Since taking office in January, our all-Republican Loudoun Board of Supervisors has been dislocating its collective shoulder patting itself on its collective back in self-congratulation over its plans to increase commercial development in the county. At its last meeting in July before getting out of Dodge for the rest of the summer, the Board unanimously removed the crippling regulatory burden that had allowed citizens to be heard before a big box store is constructed, and in a bold move for free enterprise and the universal rights of man, granted to commercial real estate developers the automatic right henceforth and forever more to build two-acre and larger retail establishments “by right.”
Such measures, we have been assured, have nothing whatsoever to do with the half a million bucks the supervisors’ campaigns received from the commercial development industry. Rather, the aim is to lower the crippling property tax burden on us all by “increasing the commercial tax base.”
Funny how growth hasn’t quite worked out that way. Over the last two decades, two previous Republican-controlled Boards threw open the county to massive residential development, tripling the population and nearly tripling the typical property tax bill of existing residents. Now Republican-controlled Board No. 3 is shocked to discover that property tax bills have increased to pay for all the new schools, roads, and public safety services required by all that growth and insists that the solution this time is more commercial growth.
And because commercial growth is so very, very good for us all, it turns out that government under the Loudoun Republicans needs to subsidize it with millions of new spending.
It also turns out that the traffic congestion created directly by new commercial development is also the taxpayers’ responsibility. The cool $80,000,000 taxpayer–backed and subsidized loan granted to Scott York’s buddies behind the Kincora mixed-use development (so they wouldn’t have to come up with that dough themselves to pay for the road improvements they promised to provide) was just the beginning.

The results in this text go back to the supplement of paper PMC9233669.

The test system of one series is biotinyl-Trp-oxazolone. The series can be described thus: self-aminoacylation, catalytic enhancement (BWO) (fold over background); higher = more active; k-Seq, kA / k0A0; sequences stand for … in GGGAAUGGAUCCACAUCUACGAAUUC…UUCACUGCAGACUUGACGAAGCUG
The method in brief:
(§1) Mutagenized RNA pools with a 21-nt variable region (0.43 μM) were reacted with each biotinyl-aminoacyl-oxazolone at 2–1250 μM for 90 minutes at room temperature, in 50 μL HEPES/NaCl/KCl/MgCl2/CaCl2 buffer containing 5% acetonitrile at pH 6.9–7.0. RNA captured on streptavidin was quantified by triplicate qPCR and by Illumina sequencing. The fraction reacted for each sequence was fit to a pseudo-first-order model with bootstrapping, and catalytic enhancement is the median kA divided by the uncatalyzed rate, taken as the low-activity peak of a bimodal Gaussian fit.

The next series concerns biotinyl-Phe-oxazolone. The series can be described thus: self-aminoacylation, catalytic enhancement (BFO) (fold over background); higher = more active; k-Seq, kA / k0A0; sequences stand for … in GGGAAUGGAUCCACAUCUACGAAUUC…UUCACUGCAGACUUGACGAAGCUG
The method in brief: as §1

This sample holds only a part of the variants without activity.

Another snappy move at the Board’s last meeting was its unanimous approval of an out-of-nowhere amendment from Supervisor Shawn Williams (R-Broad Run) to toss in $1,000,000 to help alleviate what he described as “the terrible backups that occur when needing to make a right turn out of Target and Wegmans onto Waxpool Road.” The money, by the way, Williams assures us, is free, since it was merely swiped from an already-approved project to construct a Park and Ride lot that in Western Loudoun that was to reduce congestion for existing residents on existing roads. Janet Clarke (R-Blue Ridge) got rid of that earlier in the year, vaguely assuring us that she had been vaguely told that the very Christian folks at Patrick Henry Bible College would be willing to lease to the county the use of some of their lots under some vague conditions to serve the same purpose.
Moral of the story: if you merely live here, forget about your problems. But if you want to build a new big box store or other commercial project and aren’t willing to pay for the costs it will incur in new roads and new traffic congestion, you’ve got a friend — or rather nine friends — ready to rush to your aid.
If our hard-working elected officials can take a break, so can we mere citizens who live here.
Real Loudoun will be back later this month with more exciting developments in our Board’s fearless endeavors to give your money to large profit-making companies, to promote the one true faith, to obliterate Loudoun’s heritage and scenic beauty, and to remind us in their very helpful taxpayer-funded constituent communications just how proud they are of the job they are doing, even if they say so themselves, which they do, repeatedly.